Baldur's Gate 3 streamer dials the RPG's most unpredictable D&D class feature all the way to 11, triggering a quintessential Sorcerer trick on every single spell cast

Baldur's Gate 3
(Image credit: Larian Studios)

Wild Magic is one of Baldur's Gate 3's most potentially-devastating features, but one player has leaned into the chaos it offers by modding the RPG to ensure that it triggers every single time a spell is cast.

Wild Magic is a Sorcerer class feature, where, every time you cast a spell, you have a 5% chance to trigger one of dozens of random effects. In D&D, these include things like all your hair falling out, being forced to shout rather than speak, or randomly casting spells. In Baldur's Gate 3, the table is edited slightly, but that means that the likelihood of something catastrophic happening seems somewhat higher. Previously, we've written about Wild Magic wiping Honour Mode playthroughs at the first hurdle, or ruining some of the game's most important moments.

Baldur's Gate 3, but wild magic triggers every time - YouTube Baldur's Gate 3, but wild magic triggers every time - YouTube
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Unperturbed by that fate, streamer Alex Naivety decided to push Wild Magic to its limits. In his modded version of Baldur's Gate 3, the feature triggers on every single spellcast, including cantrips and other, non-Sorcerer spells. In his playthrough, he even respecs Lae'zel into a magic class to ensure that he causes maximum chaos.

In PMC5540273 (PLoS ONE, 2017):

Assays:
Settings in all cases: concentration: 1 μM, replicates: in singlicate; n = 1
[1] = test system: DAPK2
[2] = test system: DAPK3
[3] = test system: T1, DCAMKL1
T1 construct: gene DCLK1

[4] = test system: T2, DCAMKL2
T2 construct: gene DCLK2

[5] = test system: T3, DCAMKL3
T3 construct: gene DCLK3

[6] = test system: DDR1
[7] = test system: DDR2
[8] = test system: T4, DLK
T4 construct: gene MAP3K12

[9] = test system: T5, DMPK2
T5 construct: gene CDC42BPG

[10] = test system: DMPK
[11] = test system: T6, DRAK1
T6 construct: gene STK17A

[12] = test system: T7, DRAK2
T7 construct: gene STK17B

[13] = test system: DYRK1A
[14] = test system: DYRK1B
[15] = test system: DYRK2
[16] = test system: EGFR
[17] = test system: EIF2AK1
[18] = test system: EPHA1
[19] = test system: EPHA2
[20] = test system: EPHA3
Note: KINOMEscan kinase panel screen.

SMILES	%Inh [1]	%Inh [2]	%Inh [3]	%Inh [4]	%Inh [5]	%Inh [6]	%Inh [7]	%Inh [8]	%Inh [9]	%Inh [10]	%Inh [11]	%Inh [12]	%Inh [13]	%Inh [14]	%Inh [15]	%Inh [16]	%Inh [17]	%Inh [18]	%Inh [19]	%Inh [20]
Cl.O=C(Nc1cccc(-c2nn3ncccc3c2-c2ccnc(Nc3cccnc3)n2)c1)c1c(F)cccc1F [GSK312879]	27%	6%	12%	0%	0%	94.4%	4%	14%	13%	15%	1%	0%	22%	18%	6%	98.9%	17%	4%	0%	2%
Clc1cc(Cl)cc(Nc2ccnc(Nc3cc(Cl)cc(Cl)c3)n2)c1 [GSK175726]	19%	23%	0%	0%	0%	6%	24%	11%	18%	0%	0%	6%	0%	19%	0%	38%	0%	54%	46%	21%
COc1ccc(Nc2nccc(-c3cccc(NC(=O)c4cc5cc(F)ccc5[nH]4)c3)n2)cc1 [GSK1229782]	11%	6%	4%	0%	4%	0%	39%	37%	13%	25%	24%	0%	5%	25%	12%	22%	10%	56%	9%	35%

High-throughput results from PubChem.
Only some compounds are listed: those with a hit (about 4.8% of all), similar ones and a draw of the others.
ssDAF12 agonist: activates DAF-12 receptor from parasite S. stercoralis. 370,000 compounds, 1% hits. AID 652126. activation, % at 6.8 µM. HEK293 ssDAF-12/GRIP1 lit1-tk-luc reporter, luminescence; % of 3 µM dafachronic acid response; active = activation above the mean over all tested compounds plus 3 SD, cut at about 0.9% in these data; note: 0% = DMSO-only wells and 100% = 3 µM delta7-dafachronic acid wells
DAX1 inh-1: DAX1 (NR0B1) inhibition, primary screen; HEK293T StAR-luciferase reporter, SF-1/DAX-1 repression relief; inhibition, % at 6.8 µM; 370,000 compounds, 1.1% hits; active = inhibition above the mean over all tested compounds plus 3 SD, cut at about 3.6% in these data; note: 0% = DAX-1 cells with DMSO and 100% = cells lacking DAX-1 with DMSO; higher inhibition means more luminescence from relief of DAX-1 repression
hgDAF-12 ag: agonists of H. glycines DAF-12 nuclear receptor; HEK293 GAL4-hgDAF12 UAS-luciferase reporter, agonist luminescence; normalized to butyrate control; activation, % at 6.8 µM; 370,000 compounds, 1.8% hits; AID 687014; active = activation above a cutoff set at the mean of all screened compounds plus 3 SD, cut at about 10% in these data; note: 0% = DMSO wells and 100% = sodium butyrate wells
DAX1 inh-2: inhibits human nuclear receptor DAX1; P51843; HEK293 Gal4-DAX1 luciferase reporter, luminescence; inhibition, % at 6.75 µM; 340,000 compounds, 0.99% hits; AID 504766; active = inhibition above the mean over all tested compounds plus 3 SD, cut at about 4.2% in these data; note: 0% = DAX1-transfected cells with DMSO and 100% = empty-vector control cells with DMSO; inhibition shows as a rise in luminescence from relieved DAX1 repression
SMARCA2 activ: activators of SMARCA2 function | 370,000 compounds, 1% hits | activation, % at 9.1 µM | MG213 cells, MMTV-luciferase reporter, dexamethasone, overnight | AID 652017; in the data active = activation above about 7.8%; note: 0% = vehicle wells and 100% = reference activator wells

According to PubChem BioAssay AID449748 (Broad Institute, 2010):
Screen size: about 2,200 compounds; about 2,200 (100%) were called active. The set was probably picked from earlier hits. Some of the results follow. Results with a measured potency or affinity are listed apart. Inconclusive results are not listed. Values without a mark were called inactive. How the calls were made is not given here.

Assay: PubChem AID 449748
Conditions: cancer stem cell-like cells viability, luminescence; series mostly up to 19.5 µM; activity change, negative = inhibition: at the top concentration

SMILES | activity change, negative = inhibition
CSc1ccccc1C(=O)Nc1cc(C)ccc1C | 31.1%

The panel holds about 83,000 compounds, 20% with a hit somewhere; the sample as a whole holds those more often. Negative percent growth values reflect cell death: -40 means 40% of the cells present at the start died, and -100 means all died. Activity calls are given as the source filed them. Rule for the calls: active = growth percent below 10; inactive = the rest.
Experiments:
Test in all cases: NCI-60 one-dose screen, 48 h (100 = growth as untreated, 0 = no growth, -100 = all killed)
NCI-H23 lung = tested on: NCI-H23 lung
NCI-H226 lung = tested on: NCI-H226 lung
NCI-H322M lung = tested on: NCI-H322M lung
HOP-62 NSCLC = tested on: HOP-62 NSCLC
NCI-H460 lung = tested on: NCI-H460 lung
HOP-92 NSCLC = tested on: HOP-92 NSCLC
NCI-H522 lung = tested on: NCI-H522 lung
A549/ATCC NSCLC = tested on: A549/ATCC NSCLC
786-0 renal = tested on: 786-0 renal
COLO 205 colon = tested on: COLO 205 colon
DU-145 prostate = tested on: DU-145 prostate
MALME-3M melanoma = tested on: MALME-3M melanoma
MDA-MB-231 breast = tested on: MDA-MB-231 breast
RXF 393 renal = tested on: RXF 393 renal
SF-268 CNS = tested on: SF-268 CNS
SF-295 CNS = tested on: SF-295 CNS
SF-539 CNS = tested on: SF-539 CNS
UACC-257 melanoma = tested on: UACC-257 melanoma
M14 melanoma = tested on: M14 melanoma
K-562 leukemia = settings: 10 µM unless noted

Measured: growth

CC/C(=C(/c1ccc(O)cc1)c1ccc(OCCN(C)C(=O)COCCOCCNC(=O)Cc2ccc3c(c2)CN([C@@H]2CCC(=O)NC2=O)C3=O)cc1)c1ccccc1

From the bounce, the results are pretty, well, Wild. Before even leaving the Nautiloid, Gale (as a Sorcerer in this playthrough), is polymorphed into a wheel of cheese. The result is a pivotal cutscene in which the Sorcerer of Waterdeep is almost fondued by a dragon. 

Things don't really let up as the playthrough progresses. In one fight later in Act 1, Shadowheart has been hit with the effect of so many different Wild Magic surges that Alex has to scroll to discover exactly what's happened to her when she's polymorphed into a dinosaur. Polymorphing is something of a regular occurrence throughout the playthrough, as you might have guessed by now, but so are explosions, and Alex's bigger fights do tend to spiral out of control a little. I dread to think what they might look like by the time he reaches Act 3, but thankfully he's not planning to push the game quite that far.

Baldur's Gate 3 made D&D's lead designer change one of the RPG's deadliest NPC-killers because it was "excruciating" to use.

Ali Jones
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I'm GamesRadar's news editor, working with the team to deliver breaking news from across the industry. I started my journalistic career while getting my degree in English Literature at the University of Warwick, where I also worked as Games Editor on the student newspaper, The Boar. Since then, I've run the news sections at PCGamesN and Kotaku UK, and also regularly contributed to PC Gamer. As you might be able to tell, PC is my platform of choice, so you can regularly find me playing League of Legends or Steam's latest indie hit.